Legendary climber Todd Skinner was onto something when he followed his sister’s advice—she was a gold prospector—to check out the climbing near the small town of Lander in central Wyoming. The Pinedale, Wyoming resident grew up climbing on the opposite side of the Wind River Range with nary a clue of the virtually untapped sport climbing Mecca that lay just east of the Winds. Todd would go on to help develop two of Wyoming’s greatest sport climbing areas: Sinks Canyon, and the beautiful dolomite cliffs of Wild Iris climbing area, the namesake of Lander’s climbing and outdoor hub: Wild Iris Mountain Sports.
Established in 1990 by John Howells, the Wild Iris climbing shop was originally a tiny shack that sold hardware, much of it purchased by Todd and his wife Amy. They ended up taking over the store and Wild Iris Mountain Sports bloomed in an old historic building with vaulted tin ceilings and hardwood floor, offering a rustic authenticity with 3,000 feet of retail space.
Today the store is at a different location, down the street in a former cinderblock building that used to be a pharmacy. What they might’ve lost in interior panache, they made up in square footage. The 4,000-square-foot building has given them the needed room to grow even more, and the famous Lander Bar is now that much closer.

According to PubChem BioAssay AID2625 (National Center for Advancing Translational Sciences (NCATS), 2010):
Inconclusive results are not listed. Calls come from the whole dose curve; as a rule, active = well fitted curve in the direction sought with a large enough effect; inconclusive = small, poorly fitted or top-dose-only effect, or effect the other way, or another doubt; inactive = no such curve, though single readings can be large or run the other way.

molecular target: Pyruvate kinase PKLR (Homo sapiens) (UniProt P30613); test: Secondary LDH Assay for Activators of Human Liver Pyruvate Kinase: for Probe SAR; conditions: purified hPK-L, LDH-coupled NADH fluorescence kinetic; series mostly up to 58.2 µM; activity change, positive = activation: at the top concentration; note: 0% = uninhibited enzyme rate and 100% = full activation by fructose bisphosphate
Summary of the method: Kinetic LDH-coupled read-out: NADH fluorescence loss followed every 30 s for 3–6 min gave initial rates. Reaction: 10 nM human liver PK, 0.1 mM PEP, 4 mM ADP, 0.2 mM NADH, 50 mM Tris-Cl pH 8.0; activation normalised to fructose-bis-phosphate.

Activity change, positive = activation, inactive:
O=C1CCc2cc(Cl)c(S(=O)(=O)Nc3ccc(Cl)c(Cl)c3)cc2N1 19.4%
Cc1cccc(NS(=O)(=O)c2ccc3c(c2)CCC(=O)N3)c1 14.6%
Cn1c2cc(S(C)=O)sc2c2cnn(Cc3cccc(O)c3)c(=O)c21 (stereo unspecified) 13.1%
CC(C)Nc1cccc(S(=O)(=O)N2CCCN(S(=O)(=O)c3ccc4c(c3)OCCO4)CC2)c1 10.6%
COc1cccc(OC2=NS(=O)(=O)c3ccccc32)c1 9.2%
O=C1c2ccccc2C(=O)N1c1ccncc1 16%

Business is thriving. With myriad products for climbing, backcountry, trail running, camping and fishing, Wild Iris Mountain Sports is a large, full-featured outpost for the high number of travelers (and locals) in need of gear, info, and/or directions to their next outdoor experience. “This store could be in Denver or Portland,” says assistant manager Emily Tilden.
Much of the store’s success stems from the quality of the staff that lives and plays in Lander’s surrounding hills and mountains. “We have talented, core-user people,” says Tilden. “They have a sense of humility and a strong investment in the community.
The store recently helped the town usher in its 20th annual International Climbers’ Festival, the oldest of its kind in the US. Climbers of all levels, grades, and ages descend upon Lander for four days to celebrate all things climbing. Wild Iris Mountain Sports was at the heart of the festival, organizing the famed community event and creating an atmosphere of inclusion and camaraderie. “The vibe was overwhelmingly positive,” says SCARPA athlete Shingo Ohkawa, who made his first visit to the Fest last month.
With an everyman approach to climbing, Wild Iris Mountain Sports proves they are as invested in the community of the outdoors as anything else. As the shop grows, the community grows. And vice versa. What else do you need, really?